Quality by Design
Updated on March 18, 2020
In the past few years much has been said and written about Quality by Design (QbD)1,2. It has been discussed in many forums by the FDA and industry consultants as well. The FDA launched a pilot program in 2005 to allow firms an opportunity to submit chemistry, manufacturing, and controls (CMC) information obtained through the application of QbD3,4. However, only a handful of companies have submitted CMC information using the QbD model and it is still not well understood by industry. For the companies that chose to follow this path, there is an opportunity for a shortened review period.
The International Conference on Harmonization’s Pharmaceutical Development Guidelines, ICH Q8, objective is to consistently deliver a high-quality product by building proper controls, understanding of your manufacturing process, and monitoring the right parameters and attributes1,2. It is a scientific, risk-based, holistic, and proactive approach to pharmaceutical development and is a deliberate design effort from product conception through commercialization with full understanding of how product attributes and processes relate to product performance.
Quality is not necessarily to be tested into the finished product, in fact the finished product may not be tested for all attributes. Under QbD principles, regulators will allow companies to rely on in-process and Process Analytical Technology (PAT) data to assure the manufactured product meets the established pre-determined quality attributes. Regulators’ expectations are that the information and conclusions related to the product, as well as the control strategy which assures that the product quality attributes are maintained, should be shared with them. The FDA’s Center for Drug Evaluation and Research has expressed their expectation regarding QbD as, “QbD is a systematic approach to product and process design and development”3,4. QbD involves the following key elements:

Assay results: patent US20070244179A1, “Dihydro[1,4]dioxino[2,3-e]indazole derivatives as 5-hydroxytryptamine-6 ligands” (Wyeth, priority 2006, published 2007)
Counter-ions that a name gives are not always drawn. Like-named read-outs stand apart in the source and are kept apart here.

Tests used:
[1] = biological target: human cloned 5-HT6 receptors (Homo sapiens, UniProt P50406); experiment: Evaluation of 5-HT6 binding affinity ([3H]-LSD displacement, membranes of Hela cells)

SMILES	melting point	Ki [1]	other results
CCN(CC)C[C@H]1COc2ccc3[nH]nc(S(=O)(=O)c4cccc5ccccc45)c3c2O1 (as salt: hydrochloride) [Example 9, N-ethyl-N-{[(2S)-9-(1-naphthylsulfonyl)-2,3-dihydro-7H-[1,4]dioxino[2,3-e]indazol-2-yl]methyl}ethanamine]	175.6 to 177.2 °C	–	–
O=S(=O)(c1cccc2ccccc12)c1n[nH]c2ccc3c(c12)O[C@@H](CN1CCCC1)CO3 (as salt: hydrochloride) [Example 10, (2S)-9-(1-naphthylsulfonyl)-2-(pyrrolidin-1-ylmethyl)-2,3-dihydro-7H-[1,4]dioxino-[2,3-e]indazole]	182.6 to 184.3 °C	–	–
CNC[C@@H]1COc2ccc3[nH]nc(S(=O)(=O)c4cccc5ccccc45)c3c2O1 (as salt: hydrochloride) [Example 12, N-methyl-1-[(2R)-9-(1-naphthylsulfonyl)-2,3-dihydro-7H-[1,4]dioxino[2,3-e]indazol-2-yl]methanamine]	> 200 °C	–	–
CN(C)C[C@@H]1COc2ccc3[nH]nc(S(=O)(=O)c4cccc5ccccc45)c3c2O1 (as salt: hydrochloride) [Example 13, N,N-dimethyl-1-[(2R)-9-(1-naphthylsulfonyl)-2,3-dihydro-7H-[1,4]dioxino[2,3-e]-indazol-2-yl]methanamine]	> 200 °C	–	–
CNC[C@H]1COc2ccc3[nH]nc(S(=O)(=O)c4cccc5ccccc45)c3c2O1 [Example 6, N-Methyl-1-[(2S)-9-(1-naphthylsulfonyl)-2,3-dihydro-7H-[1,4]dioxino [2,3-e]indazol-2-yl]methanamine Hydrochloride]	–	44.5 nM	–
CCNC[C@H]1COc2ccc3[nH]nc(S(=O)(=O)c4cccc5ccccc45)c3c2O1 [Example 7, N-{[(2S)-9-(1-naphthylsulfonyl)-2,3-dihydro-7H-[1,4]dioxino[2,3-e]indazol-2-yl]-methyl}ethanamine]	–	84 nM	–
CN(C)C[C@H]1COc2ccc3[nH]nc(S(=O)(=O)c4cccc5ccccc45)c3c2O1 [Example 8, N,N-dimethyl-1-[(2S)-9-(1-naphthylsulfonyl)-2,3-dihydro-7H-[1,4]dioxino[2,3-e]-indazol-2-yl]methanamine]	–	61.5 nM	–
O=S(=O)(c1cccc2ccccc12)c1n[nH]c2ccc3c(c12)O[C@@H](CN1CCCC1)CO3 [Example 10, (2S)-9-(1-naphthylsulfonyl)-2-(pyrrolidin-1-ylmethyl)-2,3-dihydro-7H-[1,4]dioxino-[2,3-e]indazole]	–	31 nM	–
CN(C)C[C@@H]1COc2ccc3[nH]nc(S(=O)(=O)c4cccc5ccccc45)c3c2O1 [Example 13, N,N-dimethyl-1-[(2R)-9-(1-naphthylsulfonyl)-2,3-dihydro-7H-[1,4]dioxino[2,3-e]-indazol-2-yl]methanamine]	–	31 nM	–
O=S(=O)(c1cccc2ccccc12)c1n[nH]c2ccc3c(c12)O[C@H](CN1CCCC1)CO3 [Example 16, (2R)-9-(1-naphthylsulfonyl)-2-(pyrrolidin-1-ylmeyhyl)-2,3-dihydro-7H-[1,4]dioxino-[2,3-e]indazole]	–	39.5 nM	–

- Target the product profile
- Determine critical quality attributes (CQAs)
- Link raw material attributes and process parameters to CQAs and perform risk assessment
- Develop a design space
- Design and implement a control strategy
- Manage product life cycle, including continual improvement
Both industry and the FDA are continuing to focus on QbD as it relates to the acceptance criteria for real-time release. However, real-time release provides manufacturing flexibility and increased quality assurance and is a more modern approach to manufacturing and controls.
A systematic evaluation of the risks associated with manufacturing a pharmaceutical product is required for implementation of QbD. Expectations are that all raw materials and product variables with a potential impact on product quality are evaluated and assessed using adequate assessment tools, such as fishbone diagrams, Failure Mode Effects Analysis (FMEA), and Pareto analysis. Even though risk assessment is based on experience and process knowledge, when stating prior experience as a consideration in assigning or evaluating risks and interdependency among product manufacturing variables, adequate explanation should be provided as to how this prior experience is applicable3,4 to the product process control strategy3,4.